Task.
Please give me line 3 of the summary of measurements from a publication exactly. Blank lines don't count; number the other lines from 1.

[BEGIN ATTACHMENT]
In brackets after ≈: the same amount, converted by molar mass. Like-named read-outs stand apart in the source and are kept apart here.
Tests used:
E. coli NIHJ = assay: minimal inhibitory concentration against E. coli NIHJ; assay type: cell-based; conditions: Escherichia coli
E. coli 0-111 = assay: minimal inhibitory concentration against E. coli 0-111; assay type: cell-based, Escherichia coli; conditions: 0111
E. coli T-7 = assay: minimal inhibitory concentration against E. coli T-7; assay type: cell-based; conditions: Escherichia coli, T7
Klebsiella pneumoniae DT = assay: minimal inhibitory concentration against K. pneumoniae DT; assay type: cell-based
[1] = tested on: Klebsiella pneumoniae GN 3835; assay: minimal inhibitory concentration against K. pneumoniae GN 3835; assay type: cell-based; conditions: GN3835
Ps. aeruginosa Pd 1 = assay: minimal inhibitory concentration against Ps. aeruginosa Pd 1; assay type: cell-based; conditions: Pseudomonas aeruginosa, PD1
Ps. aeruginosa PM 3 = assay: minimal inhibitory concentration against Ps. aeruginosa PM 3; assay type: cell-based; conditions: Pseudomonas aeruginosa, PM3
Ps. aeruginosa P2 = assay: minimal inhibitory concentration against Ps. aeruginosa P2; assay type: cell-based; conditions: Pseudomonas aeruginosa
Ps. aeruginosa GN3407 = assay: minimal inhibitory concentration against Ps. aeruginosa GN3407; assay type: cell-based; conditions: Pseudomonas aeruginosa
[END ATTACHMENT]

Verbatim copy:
E. coli NIHJ = assay: minimal inhibitory concentration against E. coli NIHJ; assay type: cell-based; conditions: Escherichia coli